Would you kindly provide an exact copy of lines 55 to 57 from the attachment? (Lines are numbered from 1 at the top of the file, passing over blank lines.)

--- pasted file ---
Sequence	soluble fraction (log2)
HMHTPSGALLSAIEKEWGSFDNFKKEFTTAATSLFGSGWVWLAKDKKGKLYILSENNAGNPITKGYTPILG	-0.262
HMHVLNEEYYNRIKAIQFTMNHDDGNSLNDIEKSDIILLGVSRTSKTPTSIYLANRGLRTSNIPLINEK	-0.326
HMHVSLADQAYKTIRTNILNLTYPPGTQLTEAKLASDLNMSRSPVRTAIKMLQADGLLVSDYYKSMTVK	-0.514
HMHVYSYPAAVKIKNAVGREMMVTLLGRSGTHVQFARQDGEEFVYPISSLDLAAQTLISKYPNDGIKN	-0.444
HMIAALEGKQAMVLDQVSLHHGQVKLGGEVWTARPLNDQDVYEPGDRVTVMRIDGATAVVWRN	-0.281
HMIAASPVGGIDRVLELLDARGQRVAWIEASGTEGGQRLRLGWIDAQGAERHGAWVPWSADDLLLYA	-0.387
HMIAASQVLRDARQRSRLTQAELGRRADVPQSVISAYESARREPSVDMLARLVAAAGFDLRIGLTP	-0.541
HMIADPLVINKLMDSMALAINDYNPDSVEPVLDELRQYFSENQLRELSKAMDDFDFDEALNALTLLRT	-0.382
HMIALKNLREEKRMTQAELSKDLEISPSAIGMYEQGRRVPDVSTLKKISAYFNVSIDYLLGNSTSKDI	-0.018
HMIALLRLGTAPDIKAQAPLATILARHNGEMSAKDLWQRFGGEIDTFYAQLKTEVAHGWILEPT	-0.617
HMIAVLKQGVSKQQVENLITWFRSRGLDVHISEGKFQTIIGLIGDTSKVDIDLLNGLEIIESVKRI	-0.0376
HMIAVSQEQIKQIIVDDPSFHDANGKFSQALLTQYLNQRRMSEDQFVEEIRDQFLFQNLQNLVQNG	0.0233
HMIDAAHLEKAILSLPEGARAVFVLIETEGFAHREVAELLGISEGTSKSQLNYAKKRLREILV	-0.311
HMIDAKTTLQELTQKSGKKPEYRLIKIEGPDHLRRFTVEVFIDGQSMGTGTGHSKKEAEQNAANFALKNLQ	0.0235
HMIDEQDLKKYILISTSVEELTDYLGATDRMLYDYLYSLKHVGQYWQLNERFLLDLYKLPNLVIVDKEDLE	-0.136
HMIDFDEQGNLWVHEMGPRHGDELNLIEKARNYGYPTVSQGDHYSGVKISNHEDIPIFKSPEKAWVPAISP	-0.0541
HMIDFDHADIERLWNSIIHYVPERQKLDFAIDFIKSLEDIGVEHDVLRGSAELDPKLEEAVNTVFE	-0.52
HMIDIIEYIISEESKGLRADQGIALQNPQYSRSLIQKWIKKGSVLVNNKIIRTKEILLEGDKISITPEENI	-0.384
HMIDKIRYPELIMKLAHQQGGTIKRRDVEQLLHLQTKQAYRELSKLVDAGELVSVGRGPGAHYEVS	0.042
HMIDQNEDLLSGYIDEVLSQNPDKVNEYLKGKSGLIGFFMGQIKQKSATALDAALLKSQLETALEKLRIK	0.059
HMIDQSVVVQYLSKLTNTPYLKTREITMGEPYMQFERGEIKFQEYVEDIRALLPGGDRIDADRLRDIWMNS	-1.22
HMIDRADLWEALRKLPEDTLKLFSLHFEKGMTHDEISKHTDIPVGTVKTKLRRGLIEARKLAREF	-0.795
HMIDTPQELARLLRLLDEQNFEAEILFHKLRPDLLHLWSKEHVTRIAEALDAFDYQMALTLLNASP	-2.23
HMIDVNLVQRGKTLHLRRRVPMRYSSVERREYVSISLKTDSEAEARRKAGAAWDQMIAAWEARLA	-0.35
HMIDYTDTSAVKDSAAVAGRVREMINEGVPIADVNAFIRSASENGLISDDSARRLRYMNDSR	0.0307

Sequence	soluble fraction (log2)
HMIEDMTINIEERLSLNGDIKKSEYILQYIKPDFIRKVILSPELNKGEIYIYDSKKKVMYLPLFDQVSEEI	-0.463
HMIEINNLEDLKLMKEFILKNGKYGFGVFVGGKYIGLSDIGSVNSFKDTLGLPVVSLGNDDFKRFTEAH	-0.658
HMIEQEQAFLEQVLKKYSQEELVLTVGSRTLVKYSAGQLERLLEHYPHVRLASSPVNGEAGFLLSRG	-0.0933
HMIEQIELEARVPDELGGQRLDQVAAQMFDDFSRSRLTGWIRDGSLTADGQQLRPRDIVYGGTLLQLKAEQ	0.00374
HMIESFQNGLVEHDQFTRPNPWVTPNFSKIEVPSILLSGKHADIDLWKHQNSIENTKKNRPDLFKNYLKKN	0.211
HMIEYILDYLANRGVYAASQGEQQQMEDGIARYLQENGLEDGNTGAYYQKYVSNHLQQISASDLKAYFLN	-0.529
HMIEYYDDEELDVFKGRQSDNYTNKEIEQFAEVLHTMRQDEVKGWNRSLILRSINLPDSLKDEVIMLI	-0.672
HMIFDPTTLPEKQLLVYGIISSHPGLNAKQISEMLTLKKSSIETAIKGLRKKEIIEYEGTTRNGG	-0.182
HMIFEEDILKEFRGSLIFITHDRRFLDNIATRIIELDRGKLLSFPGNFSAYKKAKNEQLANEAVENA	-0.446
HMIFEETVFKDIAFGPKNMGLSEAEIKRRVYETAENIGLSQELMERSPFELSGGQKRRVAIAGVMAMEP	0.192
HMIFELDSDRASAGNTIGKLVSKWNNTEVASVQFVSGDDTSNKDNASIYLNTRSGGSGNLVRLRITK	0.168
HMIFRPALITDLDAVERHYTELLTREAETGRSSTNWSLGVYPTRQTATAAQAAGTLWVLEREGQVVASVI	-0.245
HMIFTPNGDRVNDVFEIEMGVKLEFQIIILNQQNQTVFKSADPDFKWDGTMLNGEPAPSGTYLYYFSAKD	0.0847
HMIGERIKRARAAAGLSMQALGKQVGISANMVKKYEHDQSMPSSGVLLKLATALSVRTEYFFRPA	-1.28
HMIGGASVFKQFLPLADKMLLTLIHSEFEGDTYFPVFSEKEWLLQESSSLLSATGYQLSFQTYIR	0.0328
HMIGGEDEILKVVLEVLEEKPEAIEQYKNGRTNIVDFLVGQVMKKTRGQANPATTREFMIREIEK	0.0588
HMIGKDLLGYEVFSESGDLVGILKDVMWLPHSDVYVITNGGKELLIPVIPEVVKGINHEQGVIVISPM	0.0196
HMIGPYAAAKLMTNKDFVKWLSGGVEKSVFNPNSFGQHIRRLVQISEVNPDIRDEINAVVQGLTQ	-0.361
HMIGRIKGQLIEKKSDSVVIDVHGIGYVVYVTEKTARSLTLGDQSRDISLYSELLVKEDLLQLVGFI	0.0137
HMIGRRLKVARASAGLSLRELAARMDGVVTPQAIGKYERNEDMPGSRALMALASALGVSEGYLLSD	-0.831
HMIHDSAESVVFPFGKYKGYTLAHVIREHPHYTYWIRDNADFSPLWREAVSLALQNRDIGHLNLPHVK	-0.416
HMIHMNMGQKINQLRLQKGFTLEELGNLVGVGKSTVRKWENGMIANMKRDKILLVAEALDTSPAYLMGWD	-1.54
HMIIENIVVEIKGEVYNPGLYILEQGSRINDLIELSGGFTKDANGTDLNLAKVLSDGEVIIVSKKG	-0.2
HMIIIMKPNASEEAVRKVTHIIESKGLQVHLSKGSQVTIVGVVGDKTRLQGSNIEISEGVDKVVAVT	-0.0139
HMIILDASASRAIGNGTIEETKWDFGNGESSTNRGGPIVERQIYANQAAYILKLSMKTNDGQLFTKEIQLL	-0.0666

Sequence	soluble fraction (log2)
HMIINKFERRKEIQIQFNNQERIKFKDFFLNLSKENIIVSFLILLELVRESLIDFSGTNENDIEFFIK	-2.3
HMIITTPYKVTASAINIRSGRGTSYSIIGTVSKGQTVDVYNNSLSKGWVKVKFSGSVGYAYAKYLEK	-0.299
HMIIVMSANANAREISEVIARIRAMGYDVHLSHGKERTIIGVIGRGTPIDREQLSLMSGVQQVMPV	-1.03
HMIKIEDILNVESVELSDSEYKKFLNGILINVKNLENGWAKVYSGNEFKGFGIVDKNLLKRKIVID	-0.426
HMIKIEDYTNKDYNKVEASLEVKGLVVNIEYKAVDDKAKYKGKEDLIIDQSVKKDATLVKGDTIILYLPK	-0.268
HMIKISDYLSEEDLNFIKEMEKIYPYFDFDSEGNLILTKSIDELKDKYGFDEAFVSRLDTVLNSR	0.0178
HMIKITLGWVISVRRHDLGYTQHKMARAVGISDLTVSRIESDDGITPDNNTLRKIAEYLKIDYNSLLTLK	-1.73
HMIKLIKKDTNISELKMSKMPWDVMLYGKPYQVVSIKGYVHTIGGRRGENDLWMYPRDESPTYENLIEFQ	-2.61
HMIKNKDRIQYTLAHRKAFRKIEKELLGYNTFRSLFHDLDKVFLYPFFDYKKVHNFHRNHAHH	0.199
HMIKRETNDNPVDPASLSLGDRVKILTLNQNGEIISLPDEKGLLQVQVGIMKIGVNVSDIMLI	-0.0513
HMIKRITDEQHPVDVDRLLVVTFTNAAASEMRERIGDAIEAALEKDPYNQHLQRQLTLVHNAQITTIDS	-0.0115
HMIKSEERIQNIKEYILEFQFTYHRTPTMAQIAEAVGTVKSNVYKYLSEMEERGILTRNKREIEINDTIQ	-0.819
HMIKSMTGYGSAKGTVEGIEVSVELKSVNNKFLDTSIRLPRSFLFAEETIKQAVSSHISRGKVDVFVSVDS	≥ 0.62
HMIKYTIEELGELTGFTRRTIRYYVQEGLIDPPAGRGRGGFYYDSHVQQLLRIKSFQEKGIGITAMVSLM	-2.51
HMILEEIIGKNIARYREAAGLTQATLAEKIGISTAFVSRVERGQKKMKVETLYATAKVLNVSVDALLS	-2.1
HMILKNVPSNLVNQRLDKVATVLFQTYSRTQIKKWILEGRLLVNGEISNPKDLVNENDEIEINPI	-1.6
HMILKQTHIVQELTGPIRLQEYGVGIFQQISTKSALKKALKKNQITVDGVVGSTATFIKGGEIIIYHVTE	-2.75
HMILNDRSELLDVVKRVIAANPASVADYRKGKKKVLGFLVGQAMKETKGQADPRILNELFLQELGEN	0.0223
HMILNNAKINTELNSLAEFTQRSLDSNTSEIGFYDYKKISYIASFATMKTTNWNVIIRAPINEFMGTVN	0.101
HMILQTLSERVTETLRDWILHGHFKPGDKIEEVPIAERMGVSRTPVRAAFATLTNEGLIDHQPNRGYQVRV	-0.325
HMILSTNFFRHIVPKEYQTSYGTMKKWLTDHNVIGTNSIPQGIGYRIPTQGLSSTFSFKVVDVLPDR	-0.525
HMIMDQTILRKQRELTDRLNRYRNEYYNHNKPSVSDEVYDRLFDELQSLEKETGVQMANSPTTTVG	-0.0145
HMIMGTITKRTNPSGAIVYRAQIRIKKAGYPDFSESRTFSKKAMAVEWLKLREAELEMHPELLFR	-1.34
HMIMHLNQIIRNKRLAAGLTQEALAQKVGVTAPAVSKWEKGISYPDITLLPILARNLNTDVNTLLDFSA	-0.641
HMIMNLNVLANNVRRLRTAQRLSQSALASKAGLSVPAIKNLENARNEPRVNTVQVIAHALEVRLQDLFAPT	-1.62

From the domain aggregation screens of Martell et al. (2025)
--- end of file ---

HMIITTPYKVTASAINIRSGRGTSYSIIGTVSKGQTVDVYNNSLSKGWVKVKFSGSVGYAYAKYLEK	-0.299
HMIIVMSANANAREISEVIARIRAMGYDVHLSHGKERTIIGVIGRGTPIDREQLSLMSGVQQVMPV	-1.03
HMIKIEDILNVESVELSDSEYKKFLNGILINVKNLENGWAKVYSGNEFKGFGIVDKNLLKRKIVID	-0.426